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What’s a Movement Screen?

What’s a Movement Screen?

Written By: Paul Kochoa, PT, DPT, OCS, CGFI

According to the Titleist Performance Institute, a movement screen is a gross assessment used to identify faulty stability patterns and altered mobility.1

A movement screen is better than isolated musculoskeletal exams because it takes the whole body into account to find the problem so you don’t “lose the forest for the trees”.  It’s not just one joint at a time, but the whole picture at once.

But let’s back up a bit and talk about mobility and stability.

Mobility is the combination of the normal range of motion of your joint and muscle flexibility.
Stability is the combination of three things: balance, strength, and muscular endurance. Basically it’s the body’s ability to remain unchanged or aligned in the presence of change or outside force.

The combination of the two results in a pattern observed in the human body in relation to movement.  As per Gray Cook (physiotherapist) and Michael Boyle (strength coach) in the book Advances in Functional Training, the body works in an alternating pattern of stability and mobility.  If this pattern is altered, dysfunction and compensations will occur.2

The normal pattern of stability/mobility is:
Foot = Stable
Ankle = Mobile
Knee = Stable
Hip = Mobile
Pelvis/Lumbar Spine = Stable
Thoracic Spine = Mobile
Scapula-Thoracic = Stable
Shoulder = Mobile
Elbow = Stable
Wrist = Mobile
Neck = Stable

As you can see each segment of the body is connected.  The stability of one segment allows for the mobility of the next one, all working together as a kinematic chain that results in pain-free movement and function, whether it be hitting a ball or just getting up from the toilet.  So your problem with your knee might not be totally a problem with your knee, but an issue with your hip or ankle.  The knee is supposed to be a stable segment.  However, if it loses its stability and becomes mobile because of a deficit with the ankle mobility or the hip mobility, then you end up with a movement dysfunction (and probably some pain).  The trick is seeing which it is and that’s where a good physical therapist comes in with the movement screen.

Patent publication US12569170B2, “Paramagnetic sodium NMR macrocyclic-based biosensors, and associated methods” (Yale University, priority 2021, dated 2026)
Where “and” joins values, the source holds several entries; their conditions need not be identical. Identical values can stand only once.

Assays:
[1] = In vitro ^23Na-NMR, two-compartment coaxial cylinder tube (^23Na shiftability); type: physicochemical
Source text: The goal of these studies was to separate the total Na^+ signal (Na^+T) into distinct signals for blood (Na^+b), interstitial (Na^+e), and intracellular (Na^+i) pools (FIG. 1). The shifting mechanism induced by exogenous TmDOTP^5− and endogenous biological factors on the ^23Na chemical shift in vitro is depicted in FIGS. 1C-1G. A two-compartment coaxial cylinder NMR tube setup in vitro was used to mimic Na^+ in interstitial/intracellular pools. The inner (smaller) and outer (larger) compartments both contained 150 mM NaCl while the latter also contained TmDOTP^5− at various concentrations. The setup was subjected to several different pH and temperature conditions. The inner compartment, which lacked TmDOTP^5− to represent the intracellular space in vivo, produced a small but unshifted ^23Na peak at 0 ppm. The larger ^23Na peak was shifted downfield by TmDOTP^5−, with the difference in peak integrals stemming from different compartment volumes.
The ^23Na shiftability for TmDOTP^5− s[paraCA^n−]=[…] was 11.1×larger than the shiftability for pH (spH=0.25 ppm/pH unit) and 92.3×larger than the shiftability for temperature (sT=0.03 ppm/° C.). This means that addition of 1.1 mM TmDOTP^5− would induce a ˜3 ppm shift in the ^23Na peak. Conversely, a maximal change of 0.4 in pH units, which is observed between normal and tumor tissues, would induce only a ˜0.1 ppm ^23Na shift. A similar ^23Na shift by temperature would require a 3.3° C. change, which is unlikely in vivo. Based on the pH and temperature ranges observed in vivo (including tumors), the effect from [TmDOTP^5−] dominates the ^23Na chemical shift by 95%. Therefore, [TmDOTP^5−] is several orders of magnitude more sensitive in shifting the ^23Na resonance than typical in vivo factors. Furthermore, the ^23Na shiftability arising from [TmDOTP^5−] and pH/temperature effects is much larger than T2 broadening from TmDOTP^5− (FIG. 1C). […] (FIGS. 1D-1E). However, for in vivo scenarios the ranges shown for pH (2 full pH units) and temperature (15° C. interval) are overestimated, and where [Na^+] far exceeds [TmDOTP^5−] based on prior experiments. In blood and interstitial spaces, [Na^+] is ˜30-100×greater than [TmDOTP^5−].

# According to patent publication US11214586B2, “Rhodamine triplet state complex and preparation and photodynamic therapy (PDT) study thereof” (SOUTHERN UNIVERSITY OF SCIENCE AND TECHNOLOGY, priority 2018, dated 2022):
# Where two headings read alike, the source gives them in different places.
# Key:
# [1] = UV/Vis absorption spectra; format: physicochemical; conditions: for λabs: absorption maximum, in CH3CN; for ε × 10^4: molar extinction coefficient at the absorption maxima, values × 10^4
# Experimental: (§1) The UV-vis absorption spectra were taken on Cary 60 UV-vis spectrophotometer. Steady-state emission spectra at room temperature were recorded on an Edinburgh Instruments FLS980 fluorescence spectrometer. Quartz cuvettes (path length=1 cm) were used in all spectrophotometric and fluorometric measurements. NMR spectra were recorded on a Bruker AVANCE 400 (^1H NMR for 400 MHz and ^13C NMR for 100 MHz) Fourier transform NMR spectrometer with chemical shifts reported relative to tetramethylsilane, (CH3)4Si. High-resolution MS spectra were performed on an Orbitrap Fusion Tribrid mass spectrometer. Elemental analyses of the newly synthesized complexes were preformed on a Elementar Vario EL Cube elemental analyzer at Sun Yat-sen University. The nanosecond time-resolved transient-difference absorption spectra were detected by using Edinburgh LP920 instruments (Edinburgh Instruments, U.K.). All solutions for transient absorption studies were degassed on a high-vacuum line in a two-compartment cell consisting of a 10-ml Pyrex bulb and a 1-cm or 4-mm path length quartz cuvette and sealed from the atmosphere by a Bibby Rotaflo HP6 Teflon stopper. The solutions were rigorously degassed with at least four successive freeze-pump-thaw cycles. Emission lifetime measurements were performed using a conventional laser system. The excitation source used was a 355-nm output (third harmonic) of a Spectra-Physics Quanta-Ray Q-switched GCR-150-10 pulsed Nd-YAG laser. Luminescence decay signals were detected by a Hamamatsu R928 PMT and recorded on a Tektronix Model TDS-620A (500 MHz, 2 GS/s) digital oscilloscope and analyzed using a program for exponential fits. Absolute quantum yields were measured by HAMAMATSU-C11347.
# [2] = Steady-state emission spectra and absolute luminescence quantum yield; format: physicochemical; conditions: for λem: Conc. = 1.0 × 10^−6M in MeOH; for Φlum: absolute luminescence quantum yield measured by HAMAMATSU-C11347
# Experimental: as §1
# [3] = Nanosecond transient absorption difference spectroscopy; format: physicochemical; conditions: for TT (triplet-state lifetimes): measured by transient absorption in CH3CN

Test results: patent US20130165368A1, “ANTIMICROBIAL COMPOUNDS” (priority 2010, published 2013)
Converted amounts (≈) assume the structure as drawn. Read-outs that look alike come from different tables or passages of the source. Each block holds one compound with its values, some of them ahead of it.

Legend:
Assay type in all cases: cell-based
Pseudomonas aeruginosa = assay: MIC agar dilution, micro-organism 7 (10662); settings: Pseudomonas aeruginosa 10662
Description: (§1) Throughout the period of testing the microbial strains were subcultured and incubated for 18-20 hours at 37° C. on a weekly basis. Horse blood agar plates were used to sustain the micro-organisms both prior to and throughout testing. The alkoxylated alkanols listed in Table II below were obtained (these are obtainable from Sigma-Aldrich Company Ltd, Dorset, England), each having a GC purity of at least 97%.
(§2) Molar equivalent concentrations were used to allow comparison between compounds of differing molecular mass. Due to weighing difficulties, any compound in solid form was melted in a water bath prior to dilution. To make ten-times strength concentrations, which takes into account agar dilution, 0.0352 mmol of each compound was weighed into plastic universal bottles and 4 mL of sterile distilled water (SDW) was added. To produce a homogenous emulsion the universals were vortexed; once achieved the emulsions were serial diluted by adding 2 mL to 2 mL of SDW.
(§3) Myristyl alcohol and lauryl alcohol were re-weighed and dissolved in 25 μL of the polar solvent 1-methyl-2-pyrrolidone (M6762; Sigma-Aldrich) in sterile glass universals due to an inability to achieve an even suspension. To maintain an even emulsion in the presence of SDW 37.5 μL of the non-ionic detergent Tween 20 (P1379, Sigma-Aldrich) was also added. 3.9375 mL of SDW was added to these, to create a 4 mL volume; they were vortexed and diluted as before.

But what causes alterations in this pattern?  

Well, it basically boils down to the four “T’s”:  Trauma, Thoughts, Toxins, or Technique.

1. Traumas are any accidents, posture deficits, or repetitive injuries that occur with movement.  

2. Thoughts include stress, anxiety, mental collapse or any other psychosocial performance issue that can affect movement.  

3. Toxins are what you eat, what you breathe, and what you drink (poor diet equals poor health).  

4. Technique includes poor learned skills or movement patterns (sport specific training comes to mind here).

So observing the movement deficits and analyzing what caused the problem are the two pieces of the puzzle that can increase the likelihood of a quick, successful recovery.  For more information, contact the physical therapists at Professional Physical Therapy and Training, conveniently located in the Madison and Summit Area YMCAs.

1Level One 2010 TPI Golf Fitness Instructor Certification coursebook. 2010.
2Michael Boyle. Advances in Functional Training. Aptos, CA: On Target Publications. 2010.

Image courtesy of Salvatore Vuono /

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